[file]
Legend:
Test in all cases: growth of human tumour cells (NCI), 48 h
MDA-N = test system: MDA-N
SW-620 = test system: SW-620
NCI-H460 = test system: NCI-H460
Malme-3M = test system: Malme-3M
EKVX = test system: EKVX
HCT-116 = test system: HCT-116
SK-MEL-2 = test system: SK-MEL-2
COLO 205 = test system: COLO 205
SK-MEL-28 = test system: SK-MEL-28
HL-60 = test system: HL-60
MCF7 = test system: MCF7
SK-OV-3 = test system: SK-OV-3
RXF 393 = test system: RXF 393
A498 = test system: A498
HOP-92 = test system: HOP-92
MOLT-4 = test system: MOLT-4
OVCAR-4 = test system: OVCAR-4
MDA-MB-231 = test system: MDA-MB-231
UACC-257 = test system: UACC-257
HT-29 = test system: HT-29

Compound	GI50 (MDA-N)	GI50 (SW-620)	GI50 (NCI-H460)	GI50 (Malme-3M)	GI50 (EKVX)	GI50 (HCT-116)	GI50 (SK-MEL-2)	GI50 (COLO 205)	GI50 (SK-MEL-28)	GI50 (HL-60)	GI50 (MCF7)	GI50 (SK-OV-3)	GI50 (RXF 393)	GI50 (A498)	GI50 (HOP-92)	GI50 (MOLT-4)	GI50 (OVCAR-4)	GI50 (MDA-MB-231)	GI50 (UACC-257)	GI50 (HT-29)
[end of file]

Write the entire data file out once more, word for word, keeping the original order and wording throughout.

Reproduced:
Legend:
Test in all cases: growth of human tumour cells (NCI), 48 h
MDA-N = test system: MDA-N
SW-620 = test system: SW-620
NCI-H460 = test system: NCI-H460
Malme-3M = test system: Malme-3M
EKVX = test system: EKVX
HCT-116 = test system: HCT-116
SK-MEL-2 = test system: SK-MEL-2
COLO 205 = test system: COLO 205
SK-MEL-28 = test system: SK-MEL-28
HL-60 = test system: HL-60
MCF7 = test system: MCF7
SK-OV-3 = test system: SK-OV-3
RXF 393 = test system: RXF 393
A498 = test system: A498
HOP-92 = test system: HOP-92
MOLT-4 = test system: MOLT-4
OVCAR-4 = test system: OVCAR-4
MDA-MB-231 = test system: MDA-MB-231
UACC-257 = test system: UACC-257
HT-29 = test system: HT-29

Compound	GI50 (MDA-N)	GI50 (SW-620)	GI50 (NCI-H460)	GI50 (Malme-3M)	GI50 (EKVX)	GI50 (HCT-116)	GI50 (SK-MEL-2)	GI50 (COLO 205)	GI50 (SK-MEL-28)	GI50 (HL-60)	GI50 (MCF7)	GI50 (SK-OV-3)	GI50 (RXF 393)	GI50 (A498)	GI50 (HOP-92)	GI50 (MOLT-4)	GI50 (OVCAR-4)	GI50 (MDA-MB-231)	GI50 (UACC-257)	GI50 (HT-29)